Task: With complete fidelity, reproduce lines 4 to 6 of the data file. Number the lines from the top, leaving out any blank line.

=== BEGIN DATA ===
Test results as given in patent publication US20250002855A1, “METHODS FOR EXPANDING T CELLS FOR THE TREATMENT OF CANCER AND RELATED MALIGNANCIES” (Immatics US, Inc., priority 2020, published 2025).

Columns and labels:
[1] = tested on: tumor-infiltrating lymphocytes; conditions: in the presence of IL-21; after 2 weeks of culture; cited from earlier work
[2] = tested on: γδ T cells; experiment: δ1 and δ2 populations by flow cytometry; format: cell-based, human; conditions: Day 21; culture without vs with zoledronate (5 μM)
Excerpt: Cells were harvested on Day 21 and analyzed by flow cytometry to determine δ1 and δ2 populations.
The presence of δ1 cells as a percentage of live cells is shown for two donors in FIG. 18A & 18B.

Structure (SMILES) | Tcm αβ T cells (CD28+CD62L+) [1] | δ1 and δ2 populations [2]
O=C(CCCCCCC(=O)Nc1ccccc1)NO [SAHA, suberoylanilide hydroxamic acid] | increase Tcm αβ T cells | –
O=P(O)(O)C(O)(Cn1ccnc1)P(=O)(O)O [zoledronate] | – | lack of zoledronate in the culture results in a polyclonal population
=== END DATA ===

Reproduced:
[2] = tested on: γδ T cells; experiment: δ1 and δ2 populations by flow cytometry; format: cell-based, human; conditions: Day 21; culture without vs with zoledronate (5 μM)
Excerpt: Cells were harvested on Day 21 and analyzed by flow cytometry to determine δ1 and δ2 populations.
The presence of δ1 cells as a percentage of live cells is shown for two donors in FIG. 18A & 18B.